20 - 26 July 2000
Issue No. 491
|Published in Cairo by AL-AHRAM established in 1875|
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No need for panic?By Mariz Tadros
Saadeddin Ibrahim's predicament has reminded NGOs that their relationship with the government is not only governed by an NGO Law, be it Law 153 of 1999, which was declared unconstitutional, or its predecessor, Law 32 of 1964. There is also a military decree, issued in 1992, to contend with.
This decree prohibits any individual or institution from collecting or receiving funds without the permission of the Ministry of Social Affairs. Those who do not have this permission must furnish the ministry, within 15 days, with information concerning the amount received and how it is to be used. Violators face a minimum jail sentence of seven years. Ibrahim was taken into custody on the authority of this decree, as well as Penal Code provisions.
According to Hafez Abu Se'da, secretary-general of the Egyptian Organisation for Human Rights (EOHR), the application of this decree means, in actual practice, a freeze on civil society action. Activists are prone to being arrested and accused of receiving funds without prior official permission.
However, Mohamed Abdel-Moneim, deputy minister for Civic Associations at the Ministry of Social Affairs, told Al-Ahram Weekly that there is no need to panic. He explained that since Law 153 of 1999 was declared unconstitutional, Law 32 of 1964 was brought back to life and it will govern applications from registered NGOs to receive foreign funding. As for non-profit civil companies, they will have to seek permission from the ministry before accepting foreign funds. Although the military decree does not set deadlines, "the Ministry of Social Affairs would usually respond within 15 to 30 days," he said.
According to Abdel-Moneim, not one non-profit civil company had sought the ministry's permission to accept foreign funding and was turned down, "unless the funds are for purposes that are not positive." The military decree is applicable to NGOs that are registered as civil companies and those who have applied for registration and have not been accepted yet, but not to those previously registered with the ministry, he said.
But a reading of the text of the military decree does not appear to draw a distinction between registered and non-registered NGOs. Human rights organisations now fear the government may choose to invoke the decree against whoever it wishes. As a result, many have stopped receiving foreign funds. Abu Se'da said ever since the EOHR has decided to stop receiving foreign funds two years ago, it has incurred a debt of LE24,000 in delayed salaries and rent. The EOHR's board of directors decided last week to invite members to make donations. However, the organisation's future remains precarious, he said.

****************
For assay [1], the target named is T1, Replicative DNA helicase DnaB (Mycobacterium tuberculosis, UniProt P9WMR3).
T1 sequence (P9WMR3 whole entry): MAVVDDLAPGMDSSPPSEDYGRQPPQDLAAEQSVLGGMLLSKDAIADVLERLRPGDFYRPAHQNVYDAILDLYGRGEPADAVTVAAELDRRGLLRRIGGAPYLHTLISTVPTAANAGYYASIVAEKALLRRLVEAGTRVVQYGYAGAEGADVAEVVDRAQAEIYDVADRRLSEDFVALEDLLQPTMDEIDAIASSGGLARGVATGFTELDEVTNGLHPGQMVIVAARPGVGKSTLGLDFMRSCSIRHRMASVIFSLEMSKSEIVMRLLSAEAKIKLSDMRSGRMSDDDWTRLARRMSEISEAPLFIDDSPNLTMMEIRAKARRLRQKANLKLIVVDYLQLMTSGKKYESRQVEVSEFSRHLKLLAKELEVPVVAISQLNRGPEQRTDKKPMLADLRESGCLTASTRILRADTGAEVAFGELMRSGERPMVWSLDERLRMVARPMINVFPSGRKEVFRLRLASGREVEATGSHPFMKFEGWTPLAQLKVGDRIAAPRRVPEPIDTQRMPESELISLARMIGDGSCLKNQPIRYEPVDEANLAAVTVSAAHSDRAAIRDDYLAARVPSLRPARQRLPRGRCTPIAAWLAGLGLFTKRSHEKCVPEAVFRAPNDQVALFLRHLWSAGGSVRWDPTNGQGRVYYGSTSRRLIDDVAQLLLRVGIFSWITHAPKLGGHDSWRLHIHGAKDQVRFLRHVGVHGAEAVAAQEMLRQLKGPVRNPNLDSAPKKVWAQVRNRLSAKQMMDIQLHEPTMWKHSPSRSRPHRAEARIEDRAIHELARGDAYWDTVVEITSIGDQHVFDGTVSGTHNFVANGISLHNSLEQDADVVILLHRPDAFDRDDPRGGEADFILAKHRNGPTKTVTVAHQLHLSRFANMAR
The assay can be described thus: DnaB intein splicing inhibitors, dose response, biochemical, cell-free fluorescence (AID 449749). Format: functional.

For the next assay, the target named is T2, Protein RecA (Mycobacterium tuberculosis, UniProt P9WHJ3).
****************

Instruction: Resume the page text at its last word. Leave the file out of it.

Many organisations face a similar predicament. The Legal Research and Resource Centre for Human Rights, according to its director, Amir Salem, "is hanging between heaven and earth." The centre has not shut down, but is barely surviving after its sources of financing has dried up.
Salem said the centre decided to stop accepting foreign funds last August. "We have books in print that had to be stopped because we don't have the money to pay for it. Many staffers had to take a long leave of absence and part-timers had to leave," he said. The centre applied for registration with the Ministry of Social Affairs, under the now-defunct Law 153, as the "National Association for Human Rights." Approval has yet to be granted the centre and, consequently, its status remains in limbo.
"Attempting to raise funds as a non-profit civil company can have catastrophic consequences," Salem said. He lashed out at the government for "singling out human rights organisations under the pretext of fighting corruption, while other recipients of foreign aid, such as business associations, are left unchecked."
Ambassador Soleiman Awwad, assistant to the foreign minister, does not believe that Ibrahim's arrest was intended to scare civil society. Ibrahim was taken into custody because of irregularities in his management of financial resources, he said.
Awwad argued that auditing and accountability are internationally recognised and civil society should not be immune to them. "No one should fear as long as he or she is on the right side of the law, seeking prior authorisation from the Ministry of Social Affairs," he said. He asserted the government is keen on promoting the role of NGOs and civil society and does not seek in any way to "scare foreign donors off."
Salem said many foreign donors, out of fear of antagonising the Egyptian government, have adopted policies which require NGOs to be registered to be eligible for funds. This, he pointed out, automatically excludes human rights organisations, which are registered as non-profit civil companies.
Marie Asaad, an activist and development expert, told the Weekly that she has strong faith in the judicial system, but the anti-Ibrahim press campaign has caused confusion in civil society. "We don't understand what is going on and what the inside story is," she remarked.
Many development workers and activists, contended Asaad, feel insecure in the absence of a consistent government policy on civil society. Many, she said, are now asking themselves: "How do I know I won't be next?"
Missing the point
Piling up the charges
Off the books